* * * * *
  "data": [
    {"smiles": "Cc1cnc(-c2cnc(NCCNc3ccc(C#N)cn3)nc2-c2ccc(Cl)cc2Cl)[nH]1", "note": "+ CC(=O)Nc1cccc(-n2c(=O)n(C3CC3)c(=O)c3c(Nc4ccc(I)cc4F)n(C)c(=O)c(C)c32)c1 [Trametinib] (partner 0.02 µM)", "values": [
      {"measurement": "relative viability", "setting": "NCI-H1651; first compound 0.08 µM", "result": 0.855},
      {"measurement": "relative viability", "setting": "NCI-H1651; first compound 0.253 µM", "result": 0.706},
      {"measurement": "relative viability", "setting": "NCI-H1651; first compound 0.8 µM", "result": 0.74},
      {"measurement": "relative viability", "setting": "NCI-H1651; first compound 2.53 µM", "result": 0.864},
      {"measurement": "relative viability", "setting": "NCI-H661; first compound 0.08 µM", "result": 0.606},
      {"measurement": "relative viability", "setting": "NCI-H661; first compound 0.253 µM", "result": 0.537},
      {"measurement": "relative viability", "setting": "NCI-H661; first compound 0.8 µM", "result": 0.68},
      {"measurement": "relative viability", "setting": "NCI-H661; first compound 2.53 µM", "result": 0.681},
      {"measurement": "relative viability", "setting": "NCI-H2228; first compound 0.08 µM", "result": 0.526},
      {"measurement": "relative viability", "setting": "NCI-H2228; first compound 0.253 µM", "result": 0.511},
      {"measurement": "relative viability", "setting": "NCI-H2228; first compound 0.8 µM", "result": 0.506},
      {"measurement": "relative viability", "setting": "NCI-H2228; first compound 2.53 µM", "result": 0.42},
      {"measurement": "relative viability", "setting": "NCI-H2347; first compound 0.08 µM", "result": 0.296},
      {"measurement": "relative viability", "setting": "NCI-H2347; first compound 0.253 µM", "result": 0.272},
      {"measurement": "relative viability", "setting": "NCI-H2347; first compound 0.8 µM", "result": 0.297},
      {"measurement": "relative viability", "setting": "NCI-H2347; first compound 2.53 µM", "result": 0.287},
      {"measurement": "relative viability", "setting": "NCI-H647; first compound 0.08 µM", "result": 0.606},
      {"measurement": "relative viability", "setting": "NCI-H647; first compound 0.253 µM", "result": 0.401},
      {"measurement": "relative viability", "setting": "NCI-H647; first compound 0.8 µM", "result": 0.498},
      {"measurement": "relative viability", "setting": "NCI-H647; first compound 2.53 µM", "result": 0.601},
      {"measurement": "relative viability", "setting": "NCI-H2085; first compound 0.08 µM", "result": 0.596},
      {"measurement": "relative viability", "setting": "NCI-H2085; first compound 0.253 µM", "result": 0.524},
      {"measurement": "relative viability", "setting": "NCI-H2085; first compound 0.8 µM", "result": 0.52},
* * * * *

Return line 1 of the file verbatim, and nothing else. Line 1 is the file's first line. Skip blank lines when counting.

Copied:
  "data": [